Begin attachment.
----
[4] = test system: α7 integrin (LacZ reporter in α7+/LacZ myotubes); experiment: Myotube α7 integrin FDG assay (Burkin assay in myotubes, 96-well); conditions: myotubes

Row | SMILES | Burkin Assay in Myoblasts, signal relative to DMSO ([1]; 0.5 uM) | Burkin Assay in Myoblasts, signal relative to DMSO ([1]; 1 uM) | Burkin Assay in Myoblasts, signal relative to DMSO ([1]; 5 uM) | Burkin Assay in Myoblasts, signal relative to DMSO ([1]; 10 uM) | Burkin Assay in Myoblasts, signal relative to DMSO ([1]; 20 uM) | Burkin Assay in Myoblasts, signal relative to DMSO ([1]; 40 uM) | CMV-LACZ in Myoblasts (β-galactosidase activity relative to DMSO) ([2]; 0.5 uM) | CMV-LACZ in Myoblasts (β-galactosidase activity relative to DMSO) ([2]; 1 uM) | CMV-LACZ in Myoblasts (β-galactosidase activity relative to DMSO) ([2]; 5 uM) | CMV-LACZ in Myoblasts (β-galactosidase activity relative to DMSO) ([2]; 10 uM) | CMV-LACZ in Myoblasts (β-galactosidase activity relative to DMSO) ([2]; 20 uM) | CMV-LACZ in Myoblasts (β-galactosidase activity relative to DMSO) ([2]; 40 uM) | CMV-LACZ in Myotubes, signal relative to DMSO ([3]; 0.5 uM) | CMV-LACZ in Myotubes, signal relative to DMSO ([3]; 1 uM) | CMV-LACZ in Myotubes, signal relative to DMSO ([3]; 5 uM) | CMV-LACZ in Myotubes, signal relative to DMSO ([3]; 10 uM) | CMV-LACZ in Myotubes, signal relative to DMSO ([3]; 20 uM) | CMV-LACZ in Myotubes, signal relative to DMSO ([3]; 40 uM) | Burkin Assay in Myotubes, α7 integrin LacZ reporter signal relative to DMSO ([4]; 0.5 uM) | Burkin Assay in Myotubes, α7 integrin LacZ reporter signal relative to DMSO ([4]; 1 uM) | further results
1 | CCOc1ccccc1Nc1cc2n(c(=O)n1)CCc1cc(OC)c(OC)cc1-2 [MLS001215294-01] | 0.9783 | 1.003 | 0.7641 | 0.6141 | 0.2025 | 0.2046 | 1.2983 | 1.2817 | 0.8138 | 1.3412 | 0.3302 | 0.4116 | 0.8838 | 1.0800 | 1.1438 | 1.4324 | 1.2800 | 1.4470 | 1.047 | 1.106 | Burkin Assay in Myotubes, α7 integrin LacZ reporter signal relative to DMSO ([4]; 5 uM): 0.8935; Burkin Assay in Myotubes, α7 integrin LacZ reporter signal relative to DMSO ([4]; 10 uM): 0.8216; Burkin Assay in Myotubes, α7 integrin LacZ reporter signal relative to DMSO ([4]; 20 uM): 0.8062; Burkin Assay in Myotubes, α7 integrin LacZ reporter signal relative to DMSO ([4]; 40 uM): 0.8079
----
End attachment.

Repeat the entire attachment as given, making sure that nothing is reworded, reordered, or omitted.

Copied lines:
[4] = test system: α7 integrin (LacZ reporter in α7+/LacZ myotubes); experiment: Myotube α7 integrin FDG assay (Burkin assay in myotubes, 96-well); conditions: myotubes

Row | SMILES | Burkin Assay in Myoblasts, signal relative to DMSO ([1]; 0.5 uM) | Burkin Assay in Myoblasts, signal relative to DMSO ([1]; 1 uM) | Burkin Assay in Myoblasts, signal relative to DMSO ([1]; 5 uM) | Burkin Assay in Myoblasts, signal relative to DMSO ([1]; 10 uM) | Burkin Assay in Myoblasts, signal relative to DMSO ([1]; 20 uM) | Burkin Assay in Myoblasts, signal relative to DMSO ([1]; 40 uM) | CMV-LACZ in Myoblasts (β-galactosidase activity relative to DMSO) ([2]; 0.5 uM) | CMV-LACZ in Myoblasts (β-galactosidase activity relative to DMSO) ([2]; 1 uM) | CMV-LACZ in Myoblasts (β-galactosidase activity relative to DMSO) ([2]; 5 uM) | CMV-LACZ in Myoblasts (β-galactosidase activity relative to DMSO) ([2]; 10 uM) | CMV-LACZ in Myoblasts (β-galactosidase activity relative to DMSO) ([2]; 20 uM) | CMV-LACZ in Myoblasts (β-galactosidase activity relative to DMSO) ([2]; 40 uM) | CMV-LACZ in Myotubes, signal relative to DMSO ([3]; 0.5 uM) | CMV-LACZ in Myotubes, signal relative to DMSO ([3]; 1 uM) | CMV-LACZ in Myotubes, signal relative to DMSO ([3]; 5 uM) | CMV-LACZ in Myotubes, signal relative to DMSO ([3]; 10 uM) | CMV-LACZ in Myotubes, signal relative to DMSO ([3]; 20 uM) | CMV-LACZ in Myotubes, signal relative to DMSO ([3]; 40 uM) | Burkin Assay in Myotubes, α7 integrin LacZ reporter signal relative to DMSO ([4]; 0.5 uM) | Burkin Assay in Myotubes, α7 integrin LacZ reporter signal relative to DMSO ([4]; 1 uM) | further results
1 | CCOc1ccccc1Nc1cc2n(c(=O)n1)CCc1cc(OC)c(OC)cc1-2 [MLS001215294-01] | 0.9783 | 1.003 | 0.7641 | 0.6141 | 0.2025 | 0.2046 | 1.2983 | 1.2817 | 0.8138 | 1.3412 | 0.3302 | 0.4116 | 0.8838 | 1.0800 | 1.1438 | 1.4324 | 1.2800 | 1.4470 | 1.047 | 1.106 | Burkin Assay in Myotubes, α7 integrin LacZ reporter signal relative to DMSO ([4]; 5 uM): 0.8935; Burkin Assay in Myotubes, α7 integrin LacZ reporter signal relative to DMSO ([4]; 10 uM): 0.8216; Burkin Assay in Myotubes, α7 integrin LacZ reporter signal relative to DMSO ([4]; 20 uM): 0.8062; Burkin Assay in Myotubes, α7 integrin LacZ reporter signal relative to DMSO ([4]; 40 uM): 0.8079